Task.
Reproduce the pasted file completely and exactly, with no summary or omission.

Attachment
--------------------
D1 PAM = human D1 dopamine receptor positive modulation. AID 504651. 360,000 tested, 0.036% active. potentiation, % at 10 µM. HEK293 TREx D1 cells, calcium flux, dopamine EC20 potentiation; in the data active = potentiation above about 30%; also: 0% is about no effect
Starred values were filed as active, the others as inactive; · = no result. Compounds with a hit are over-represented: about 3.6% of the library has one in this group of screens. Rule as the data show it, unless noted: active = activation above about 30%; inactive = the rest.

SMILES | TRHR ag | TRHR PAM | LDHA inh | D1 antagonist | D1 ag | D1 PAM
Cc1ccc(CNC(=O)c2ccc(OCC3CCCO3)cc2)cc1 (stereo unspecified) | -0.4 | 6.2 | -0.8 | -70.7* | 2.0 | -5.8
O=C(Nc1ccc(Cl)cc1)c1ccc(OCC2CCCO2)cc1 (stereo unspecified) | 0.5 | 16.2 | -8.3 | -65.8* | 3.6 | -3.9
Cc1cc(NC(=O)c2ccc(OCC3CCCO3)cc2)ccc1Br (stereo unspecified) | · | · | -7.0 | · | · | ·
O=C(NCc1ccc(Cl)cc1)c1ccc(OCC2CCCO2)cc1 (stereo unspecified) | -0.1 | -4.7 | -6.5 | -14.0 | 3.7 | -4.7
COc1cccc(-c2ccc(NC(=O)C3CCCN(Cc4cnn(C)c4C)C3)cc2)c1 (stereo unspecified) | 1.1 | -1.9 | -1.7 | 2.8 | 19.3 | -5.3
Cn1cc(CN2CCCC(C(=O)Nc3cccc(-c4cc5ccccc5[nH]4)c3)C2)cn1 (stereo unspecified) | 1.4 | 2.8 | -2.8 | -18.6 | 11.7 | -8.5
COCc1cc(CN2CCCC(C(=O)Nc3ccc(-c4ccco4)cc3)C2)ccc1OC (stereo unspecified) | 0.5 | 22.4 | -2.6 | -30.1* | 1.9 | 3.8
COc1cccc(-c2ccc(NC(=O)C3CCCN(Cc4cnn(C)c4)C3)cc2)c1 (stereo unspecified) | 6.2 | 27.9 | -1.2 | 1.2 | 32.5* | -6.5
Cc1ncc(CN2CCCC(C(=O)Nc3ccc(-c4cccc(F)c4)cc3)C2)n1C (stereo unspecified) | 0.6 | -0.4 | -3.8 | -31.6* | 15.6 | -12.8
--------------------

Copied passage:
D1 PAM = human D1 dopamine receptor positive modulation. AID 504651. 360,000 tested, 0.036% active. potentiation, % at 10 µM. HEK293 TREx D1 cells, calcium flux, dopamine EC20 potentiation; in the data active = potentiation above about 30%; also: 0% is about no effect
Starred values were filed as active, the others as inactive; · = no result. Compounds with a hit are over-represented: about 3.6% of the library has one in this group of screens. Rule as the data show it, unless noted: active = activation above about 30%; inactive = the rest.

SMILES | TRHR ag | TRHR PAM | LDHA inh | D1 antagonist | D1 ag | D1 PAM
Cc1ccc(CNC(=O)c2ccc(OCC3CCCO3)cc2)cc1 (stereo unspecified) | -0.4 | 6.2 | -0.8 | -70.7* | 2.0 | -5.8
O=C(Nc1ccc(Cl)cc1)c1ccc(OCC2CCCO2)cc1 (stereo unspecified) | 0.5 | 16.2 | -8.3 | -65.8* | 3.6 | -3.9
Cc1cc(NC(=O)c2ccc(OCC3CCCO3)cc2)ccc1Br (stereo unspecified) | · | · | -7.0 | · | · | ·
O=C(NCc1ccc(Cl)cc1)c1ccc(OCC2CCCO2)cc1 (stereo unspecified) | -0.1 | -4.7 | -6.5 | -14.0 | 3.7 | -4.7
COc1cccc(-c2ccc(NC(=O)C3CCCN(Cc4cnn(C)c4C)C3)cc2)c1 (stereo unspecified) | 1.1 | -1.9 | -1.7 | 2.8 | 19.3 | -5.3
Cn1cc(CN2CCCC(C(=O)Nc3cccc(-c4cc5ccccc5[nH]4)c3)C2)cn1 (stereo unspecified) | 1.4 | 2.8 | -2.8 | -18.6 | 11.7 | -8.5
COCc1cc(CN2CCCC(C(=O)Nc3ccc(-c4ccco4)cc3)C2)ccc1OC (stereo unspecified) | 0.5 | 22.4 | -2.6 | -30.1* | 1.9 | 3.8
COc1cccc(-c2ccc(NC(=O)C3CCCN(Cc4cnn(C)c4)C3)cc2)c1 (stereo unspecified) | 6.2 | 27.9 | -1.2 | 1.2 | 32.5* | -6.5
Cc1ncc(CN2CCCC(C(=O)Nc3ccc(-c4cccc(F)c4)cc3)C2)n1C (stereo unspecified) | 0.6 | -0.4 | -3.8 | -31.6* | 15.6 | -12.8